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Title: A Vote for Me is a Vote for America: Patriotic Appeals in Presidential Elections
Authors: Haines, Pavielle
Advisors: Gilens, Martin
Contributors: Politics Department
Keywords: Campaign
Subjects: Political science
Issue Date: 2018
Publisher: Princeton, NJ : Princeton University
Abstract: From H.W. Bush’s 1988 exaltation of the American flag to Donald Trump’s 2016 promise to “make America great again,” patriotic appeals have become a central rhetorical feature of contemporary American presidential campaigns. Despite intense scholarly debate over the meaning and normative value of patriotism, no systematic study of its role in electoral politics has been undertaken. This dissertation explores the usages and consequences of patriotic campaign rhetoric among white voters as an entrée to a deeper understanding of patriotism in the United States. Drawing on a content analysis of presidential campaign speeches, observational analyses from multiple elections, and a series of original survey experiments, this dissertation offers four key findings. First, presidential candidates presumably invoke patriotism because they believe it will accrue an electoral advantage — and it turns out this intuition is correct. Second, these effects are concentrated among whites with a strong sense of American identity. Patriotic appeals are electorally powerful because they bind candidates to the ideas, values, and norms that people associate with the heart and soul of America. However, they also feed into a larger dialogue about who counts as “truly American” — and who does not. This leads to my third finding, which is that when whites are exposed to Republican’s patriotic appeals, they express greater hostility toward African Americans, immigrants, and the poor. My final finding suggests that this is not a fixed or inevitable reality, but the result of historical and ongoing discursive processes. Over the last four decades, Republican candidates have rhetorically packaged patriotic appeals with discriminatory statements to promulgate a narrative of exclusionary patriotism. As a result, many whites treat “I love America” and “I hate American minorities” as interchangeable sentiments. Presidential campaigns represent critical moments when political elites and citizens are drawn into collective dialogue about the meaning of American identity and patriotism. Although prevailing patriotic campaign messages convey an electoral advantage to candidates and a psychological benefit to white voters, they exact a high cost on already disadvantaged minority groups. This implies that in its current form, American patriotism is largely incompatible with the values of a vibrant, liberal democracy.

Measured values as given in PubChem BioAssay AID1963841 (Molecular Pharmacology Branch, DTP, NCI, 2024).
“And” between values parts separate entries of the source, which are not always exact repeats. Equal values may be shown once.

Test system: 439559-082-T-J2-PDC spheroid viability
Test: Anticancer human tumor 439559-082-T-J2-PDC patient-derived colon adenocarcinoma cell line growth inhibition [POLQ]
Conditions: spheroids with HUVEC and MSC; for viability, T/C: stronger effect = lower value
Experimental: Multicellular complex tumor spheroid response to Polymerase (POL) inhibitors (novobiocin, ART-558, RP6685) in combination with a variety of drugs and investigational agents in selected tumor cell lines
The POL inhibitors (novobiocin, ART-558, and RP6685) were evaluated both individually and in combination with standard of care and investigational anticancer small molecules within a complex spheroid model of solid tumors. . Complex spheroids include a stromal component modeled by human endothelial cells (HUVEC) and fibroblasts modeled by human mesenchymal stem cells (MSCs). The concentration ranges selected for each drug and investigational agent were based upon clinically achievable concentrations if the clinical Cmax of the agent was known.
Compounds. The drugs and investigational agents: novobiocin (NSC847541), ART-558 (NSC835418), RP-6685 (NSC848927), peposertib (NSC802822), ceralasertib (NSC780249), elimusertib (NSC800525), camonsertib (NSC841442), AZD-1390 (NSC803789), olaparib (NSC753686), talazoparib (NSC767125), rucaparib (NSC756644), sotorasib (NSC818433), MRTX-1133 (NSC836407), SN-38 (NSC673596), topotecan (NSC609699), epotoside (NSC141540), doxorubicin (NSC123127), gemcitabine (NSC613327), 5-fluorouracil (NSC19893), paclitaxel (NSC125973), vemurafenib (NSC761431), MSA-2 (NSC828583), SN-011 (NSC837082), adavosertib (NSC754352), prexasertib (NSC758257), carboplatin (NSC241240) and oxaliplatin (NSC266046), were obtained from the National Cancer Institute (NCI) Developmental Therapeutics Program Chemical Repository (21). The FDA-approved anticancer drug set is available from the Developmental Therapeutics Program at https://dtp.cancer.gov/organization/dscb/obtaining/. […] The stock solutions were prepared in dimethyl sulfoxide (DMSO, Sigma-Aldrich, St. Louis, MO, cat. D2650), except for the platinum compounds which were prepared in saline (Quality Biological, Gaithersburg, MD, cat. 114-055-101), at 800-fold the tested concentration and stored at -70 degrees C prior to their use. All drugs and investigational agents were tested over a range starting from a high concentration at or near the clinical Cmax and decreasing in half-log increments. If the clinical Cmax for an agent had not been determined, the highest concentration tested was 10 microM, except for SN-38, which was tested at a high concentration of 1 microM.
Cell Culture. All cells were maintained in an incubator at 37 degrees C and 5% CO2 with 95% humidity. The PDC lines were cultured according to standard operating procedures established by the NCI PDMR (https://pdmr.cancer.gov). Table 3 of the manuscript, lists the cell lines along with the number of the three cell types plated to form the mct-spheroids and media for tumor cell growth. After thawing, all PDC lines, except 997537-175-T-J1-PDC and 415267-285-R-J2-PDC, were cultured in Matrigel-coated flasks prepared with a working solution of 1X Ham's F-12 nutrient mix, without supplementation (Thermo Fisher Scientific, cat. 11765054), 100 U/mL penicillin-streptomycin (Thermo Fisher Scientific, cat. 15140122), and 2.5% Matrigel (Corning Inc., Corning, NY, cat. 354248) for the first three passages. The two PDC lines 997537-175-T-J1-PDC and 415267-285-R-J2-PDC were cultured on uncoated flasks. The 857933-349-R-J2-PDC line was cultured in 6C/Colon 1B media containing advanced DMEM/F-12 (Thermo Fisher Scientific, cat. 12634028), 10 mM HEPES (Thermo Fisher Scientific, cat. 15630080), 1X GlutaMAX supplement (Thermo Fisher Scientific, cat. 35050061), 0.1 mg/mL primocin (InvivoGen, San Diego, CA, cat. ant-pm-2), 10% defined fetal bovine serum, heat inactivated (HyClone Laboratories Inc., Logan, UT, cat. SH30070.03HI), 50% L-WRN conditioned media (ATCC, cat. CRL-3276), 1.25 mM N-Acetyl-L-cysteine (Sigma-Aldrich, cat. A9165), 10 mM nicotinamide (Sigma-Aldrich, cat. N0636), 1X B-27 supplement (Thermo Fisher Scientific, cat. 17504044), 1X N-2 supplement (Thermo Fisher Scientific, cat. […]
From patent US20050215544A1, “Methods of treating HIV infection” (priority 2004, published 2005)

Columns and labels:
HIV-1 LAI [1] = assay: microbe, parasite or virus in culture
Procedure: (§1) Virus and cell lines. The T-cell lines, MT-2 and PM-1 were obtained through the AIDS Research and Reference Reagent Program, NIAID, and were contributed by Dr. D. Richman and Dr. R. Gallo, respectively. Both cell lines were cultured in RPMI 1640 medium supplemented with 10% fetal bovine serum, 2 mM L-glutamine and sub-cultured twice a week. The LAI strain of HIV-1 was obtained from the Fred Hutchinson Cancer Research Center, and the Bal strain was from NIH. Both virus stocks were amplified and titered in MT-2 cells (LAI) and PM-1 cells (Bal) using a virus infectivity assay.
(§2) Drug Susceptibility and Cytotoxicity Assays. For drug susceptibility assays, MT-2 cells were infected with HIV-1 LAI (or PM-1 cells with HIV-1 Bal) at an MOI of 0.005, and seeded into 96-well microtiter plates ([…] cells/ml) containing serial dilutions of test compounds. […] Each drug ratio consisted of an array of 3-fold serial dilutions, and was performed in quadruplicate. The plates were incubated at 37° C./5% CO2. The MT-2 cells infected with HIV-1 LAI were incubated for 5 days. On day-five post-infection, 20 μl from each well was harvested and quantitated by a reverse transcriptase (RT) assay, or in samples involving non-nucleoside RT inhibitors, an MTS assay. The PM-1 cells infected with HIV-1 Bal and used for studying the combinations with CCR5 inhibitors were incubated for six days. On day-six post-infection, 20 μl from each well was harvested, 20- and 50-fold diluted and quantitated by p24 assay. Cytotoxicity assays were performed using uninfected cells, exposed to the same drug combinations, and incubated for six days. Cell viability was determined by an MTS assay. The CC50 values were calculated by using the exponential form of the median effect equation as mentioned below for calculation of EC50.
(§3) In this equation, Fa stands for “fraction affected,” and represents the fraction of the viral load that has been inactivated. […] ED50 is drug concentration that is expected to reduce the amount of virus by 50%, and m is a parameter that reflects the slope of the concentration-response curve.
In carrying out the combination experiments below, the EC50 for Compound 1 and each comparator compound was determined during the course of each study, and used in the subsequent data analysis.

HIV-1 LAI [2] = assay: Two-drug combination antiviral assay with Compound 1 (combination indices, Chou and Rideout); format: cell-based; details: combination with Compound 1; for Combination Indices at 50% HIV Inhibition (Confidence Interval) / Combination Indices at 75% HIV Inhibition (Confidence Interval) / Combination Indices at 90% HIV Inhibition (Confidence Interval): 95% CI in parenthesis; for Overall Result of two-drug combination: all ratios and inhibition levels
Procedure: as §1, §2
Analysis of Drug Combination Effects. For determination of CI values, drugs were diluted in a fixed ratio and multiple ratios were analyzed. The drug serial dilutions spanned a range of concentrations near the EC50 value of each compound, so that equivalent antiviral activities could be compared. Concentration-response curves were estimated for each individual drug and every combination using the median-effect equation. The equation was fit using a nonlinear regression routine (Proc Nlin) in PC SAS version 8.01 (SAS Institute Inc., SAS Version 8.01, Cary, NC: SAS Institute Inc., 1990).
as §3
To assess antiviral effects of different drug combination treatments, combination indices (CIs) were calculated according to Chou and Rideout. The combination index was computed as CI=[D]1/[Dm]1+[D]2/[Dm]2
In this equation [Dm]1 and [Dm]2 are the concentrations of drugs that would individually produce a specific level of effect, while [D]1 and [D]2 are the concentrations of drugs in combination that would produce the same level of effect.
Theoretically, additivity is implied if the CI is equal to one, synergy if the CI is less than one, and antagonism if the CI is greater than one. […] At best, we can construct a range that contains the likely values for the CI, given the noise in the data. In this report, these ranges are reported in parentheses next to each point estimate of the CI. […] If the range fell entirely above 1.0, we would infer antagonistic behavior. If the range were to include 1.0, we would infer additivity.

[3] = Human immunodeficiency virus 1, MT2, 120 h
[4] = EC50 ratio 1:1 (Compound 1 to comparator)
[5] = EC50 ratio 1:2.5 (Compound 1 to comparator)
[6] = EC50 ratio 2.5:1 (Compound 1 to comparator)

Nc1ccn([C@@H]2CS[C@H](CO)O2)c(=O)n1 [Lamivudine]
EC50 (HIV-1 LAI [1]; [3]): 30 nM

Alternate format: The Mudd Manuscript Library retains one bound copy of each dissertation. Search for these copies in the library's main catalog:
Type of Material: Academic dissertations (Ph.D.)
Language: en
Appears in Collections:Politics

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